Resource Details

Planting Seedlings in Tree Islands Versus Plantations as a Large-Scale Tropical Forest Restoration Strategy

Literature: Journal Articles

Holl, K.D., Zehawi, R.A., Cole, R.J., Ostertag, R. & Cordell, S. 2011, "Planting Seedlings in Tree Islands Versus Plantations as a Large-Scale Tropical Forest Restoration Strategy", Restoration Ecology, vol. 19, no. 4, pp. 470-479.

Contact Info

Corresponding Author: kholl@ucsc.edu

Affiliations

  • Environmental Studies Department, University of California, Santa Cruz, CA 95064, United States
  • Organization for Tropical Studies, Apdo. 73-8257, San Vito de Coto Brus, Costa Rica
  • University of Hawai'i at Hilo, Hilo, HI 96720, United States
  • Institute of Pacific Islands Forestry, USDA Forest Service, Hilo, HI 96720, United States

Link(s)

Restoration Ecology

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Species Info

  • Inga edulis
  • Erythrina poeppigiana
  • Terminalia amazonia
  • Vochysia guatemalensis

Description

  • This research compares the growth and mortality of 4 tree species (2 native to Costa Rica and 2 native to northwestern South America) in the reforestation of abandoned agricultural land in Costa Rica using two different approaches: plantation (entire 50 x 50m planted) and tree island (six patches of three sizes–small, medium and large– planted within a 50 x 50m area).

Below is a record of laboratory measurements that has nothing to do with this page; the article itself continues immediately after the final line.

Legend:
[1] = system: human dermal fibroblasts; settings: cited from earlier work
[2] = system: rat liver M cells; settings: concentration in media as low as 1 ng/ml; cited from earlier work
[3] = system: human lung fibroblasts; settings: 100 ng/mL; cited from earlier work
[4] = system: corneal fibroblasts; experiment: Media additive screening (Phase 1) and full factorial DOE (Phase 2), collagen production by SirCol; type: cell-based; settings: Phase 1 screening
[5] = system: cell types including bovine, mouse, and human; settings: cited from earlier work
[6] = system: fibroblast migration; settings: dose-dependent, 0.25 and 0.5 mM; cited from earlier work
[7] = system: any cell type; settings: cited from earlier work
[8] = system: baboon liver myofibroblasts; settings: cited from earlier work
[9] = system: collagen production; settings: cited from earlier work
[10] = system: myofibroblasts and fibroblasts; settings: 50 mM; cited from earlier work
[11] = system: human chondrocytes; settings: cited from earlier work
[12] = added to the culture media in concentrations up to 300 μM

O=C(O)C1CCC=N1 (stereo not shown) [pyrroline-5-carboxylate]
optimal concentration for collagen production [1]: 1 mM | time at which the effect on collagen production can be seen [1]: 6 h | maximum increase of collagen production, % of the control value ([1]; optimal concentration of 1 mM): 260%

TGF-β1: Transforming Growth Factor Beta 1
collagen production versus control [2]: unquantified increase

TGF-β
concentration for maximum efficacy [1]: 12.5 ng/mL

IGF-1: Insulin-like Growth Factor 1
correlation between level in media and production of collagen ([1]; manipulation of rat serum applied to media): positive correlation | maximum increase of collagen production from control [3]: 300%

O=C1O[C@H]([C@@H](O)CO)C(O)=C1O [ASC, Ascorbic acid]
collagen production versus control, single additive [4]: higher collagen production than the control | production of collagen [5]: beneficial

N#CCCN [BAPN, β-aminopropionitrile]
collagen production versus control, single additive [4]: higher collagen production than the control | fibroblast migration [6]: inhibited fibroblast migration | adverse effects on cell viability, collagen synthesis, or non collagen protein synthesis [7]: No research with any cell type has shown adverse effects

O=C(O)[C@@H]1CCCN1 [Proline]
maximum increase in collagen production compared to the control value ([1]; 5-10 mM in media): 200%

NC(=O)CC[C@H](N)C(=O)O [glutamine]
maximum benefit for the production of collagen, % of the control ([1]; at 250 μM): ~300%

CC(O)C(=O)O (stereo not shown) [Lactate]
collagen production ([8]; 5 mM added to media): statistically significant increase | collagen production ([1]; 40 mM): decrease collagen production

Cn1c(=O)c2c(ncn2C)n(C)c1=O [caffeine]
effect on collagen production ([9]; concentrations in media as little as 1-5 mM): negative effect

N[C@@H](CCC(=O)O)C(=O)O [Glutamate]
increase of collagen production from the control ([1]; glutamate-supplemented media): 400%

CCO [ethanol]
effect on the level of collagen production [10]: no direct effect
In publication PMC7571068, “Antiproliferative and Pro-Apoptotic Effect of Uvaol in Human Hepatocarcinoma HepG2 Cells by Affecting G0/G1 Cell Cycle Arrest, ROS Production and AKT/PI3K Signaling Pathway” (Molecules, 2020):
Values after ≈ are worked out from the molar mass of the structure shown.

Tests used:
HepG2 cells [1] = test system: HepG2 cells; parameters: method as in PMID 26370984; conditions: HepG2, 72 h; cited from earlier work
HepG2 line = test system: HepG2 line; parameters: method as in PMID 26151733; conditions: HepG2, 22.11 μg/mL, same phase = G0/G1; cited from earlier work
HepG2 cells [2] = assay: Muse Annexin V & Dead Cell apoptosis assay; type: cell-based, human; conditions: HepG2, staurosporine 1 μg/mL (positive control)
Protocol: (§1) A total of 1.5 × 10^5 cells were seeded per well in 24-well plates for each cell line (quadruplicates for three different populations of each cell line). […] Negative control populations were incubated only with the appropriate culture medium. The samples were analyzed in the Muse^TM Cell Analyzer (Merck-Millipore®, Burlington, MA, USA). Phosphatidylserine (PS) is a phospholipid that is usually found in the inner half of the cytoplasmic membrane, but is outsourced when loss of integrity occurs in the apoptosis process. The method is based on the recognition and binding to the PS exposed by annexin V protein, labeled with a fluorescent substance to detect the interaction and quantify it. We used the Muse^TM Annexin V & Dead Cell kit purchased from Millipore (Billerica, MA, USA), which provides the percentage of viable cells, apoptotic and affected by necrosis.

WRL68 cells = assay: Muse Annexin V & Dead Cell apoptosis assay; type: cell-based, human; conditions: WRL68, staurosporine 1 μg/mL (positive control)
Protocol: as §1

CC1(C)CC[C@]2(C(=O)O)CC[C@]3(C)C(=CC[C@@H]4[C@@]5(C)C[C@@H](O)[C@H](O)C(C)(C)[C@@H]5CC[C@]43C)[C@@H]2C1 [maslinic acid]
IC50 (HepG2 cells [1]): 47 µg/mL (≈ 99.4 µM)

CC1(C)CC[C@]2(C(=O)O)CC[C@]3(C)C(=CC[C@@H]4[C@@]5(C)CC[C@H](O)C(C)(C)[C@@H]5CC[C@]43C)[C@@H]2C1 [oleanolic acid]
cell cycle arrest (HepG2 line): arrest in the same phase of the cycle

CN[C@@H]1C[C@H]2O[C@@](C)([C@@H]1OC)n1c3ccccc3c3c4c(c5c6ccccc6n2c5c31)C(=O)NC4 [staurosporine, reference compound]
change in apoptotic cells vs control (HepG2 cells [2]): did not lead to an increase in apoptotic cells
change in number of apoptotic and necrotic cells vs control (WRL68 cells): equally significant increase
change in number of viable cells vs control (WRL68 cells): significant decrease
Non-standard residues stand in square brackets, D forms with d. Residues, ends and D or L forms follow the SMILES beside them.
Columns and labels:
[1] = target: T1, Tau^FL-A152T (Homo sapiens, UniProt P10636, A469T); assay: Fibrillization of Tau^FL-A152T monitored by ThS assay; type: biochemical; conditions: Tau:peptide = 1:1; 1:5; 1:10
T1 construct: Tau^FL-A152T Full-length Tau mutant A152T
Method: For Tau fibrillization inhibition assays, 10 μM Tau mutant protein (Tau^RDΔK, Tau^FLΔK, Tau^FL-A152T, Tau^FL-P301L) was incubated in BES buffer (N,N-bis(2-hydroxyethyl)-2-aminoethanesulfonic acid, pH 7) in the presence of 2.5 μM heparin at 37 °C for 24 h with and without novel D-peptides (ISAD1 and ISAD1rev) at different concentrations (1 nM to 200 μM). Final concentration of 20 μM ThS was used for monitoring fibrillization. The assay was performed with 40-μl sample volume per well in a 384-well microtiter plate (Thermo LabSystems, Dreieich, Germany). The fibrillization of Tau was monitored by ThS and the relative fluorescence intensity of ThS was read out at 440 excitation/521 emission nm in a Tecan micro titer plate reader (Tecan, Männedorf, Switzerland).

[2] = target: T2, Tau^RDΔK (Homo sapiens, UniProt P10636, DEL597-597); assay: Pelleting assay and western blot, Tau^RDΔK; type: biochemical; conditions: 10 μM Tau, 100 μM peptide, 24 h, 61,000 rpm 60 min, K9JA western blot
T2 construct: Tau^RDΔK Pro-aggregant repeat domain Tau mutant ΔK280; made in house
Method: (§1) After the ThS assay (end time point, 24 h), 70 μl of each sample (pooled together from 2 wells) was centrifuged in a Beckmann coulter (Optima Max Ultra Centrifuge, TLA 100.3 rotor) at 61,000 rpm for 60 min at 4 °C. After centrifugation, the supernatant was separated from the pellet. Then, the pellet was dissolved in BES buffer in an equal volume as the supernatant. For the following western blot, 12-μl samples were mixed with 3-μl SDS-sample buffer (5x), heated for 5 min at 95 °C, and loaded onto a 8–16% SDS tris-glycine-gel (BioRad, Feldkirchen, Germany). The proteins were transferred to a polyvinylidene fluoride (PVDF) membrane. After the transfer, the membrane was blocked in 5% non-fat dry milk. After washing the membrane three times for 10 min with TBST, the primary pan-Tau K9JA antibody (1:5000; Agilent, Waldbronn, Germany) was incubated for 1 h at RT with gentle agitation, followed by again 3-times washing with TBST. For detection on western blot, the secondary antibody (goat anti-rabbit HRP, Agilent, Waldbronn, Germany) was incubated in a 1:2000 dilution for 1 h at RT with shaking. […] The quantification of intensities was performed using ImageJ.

• The experiment was replicated in 12 different sites across a 100 km2 area.
  • Over a period of 3 years, data was collected on seedling growth and survival, canopy cover, soil and foliar nutrients, soil compaction, and photosynthesis.
  • Overall, seedling survival was similar across treatments; however, seedling growth and canopy area was higher in plantations, with an overall height difference of 0.6 m recorded over 3 years.
  • The authors link the decreased growth recorded in the tree islands to two possible factors: (1) a higher incidence of damage along the edge from ruderal vegetation clearing, and (2) a higher proportion of saplings exposed to the more stressful abiotic conditions along the edge.
  • Survival, growth and canopy area were all site- and species-specific and greater rates were recorded for the two N-fixing species, Inga edulis and Erythrina poeppigiana
  • Measurements of soil and foliar nutrients did not vary significantly between the plantation and island designs; however, individual species growth and canopy cover did vary with soil and foliar nutrients.
  • For the two non-N-fixing species (Terminalia Amazonia and Vochysia guatemalensis), foliar N was strongly correlated to canopy cover of Inga edulis.
  • With regard to the measurements of photosynthesis, the leaf mass per unit area was higher in the islands, while efficient use of phosphorus was higher in plantations.
  • The authors exert that, while reforestation with tree islands is significantly cheaper and may have seedling survival rates comparable to plantations, the possible disadvantages must be carefully measured and site-specific methods should be used. 

Geographical Region

  • Southern Central America
  • Country

  • Costa Rica
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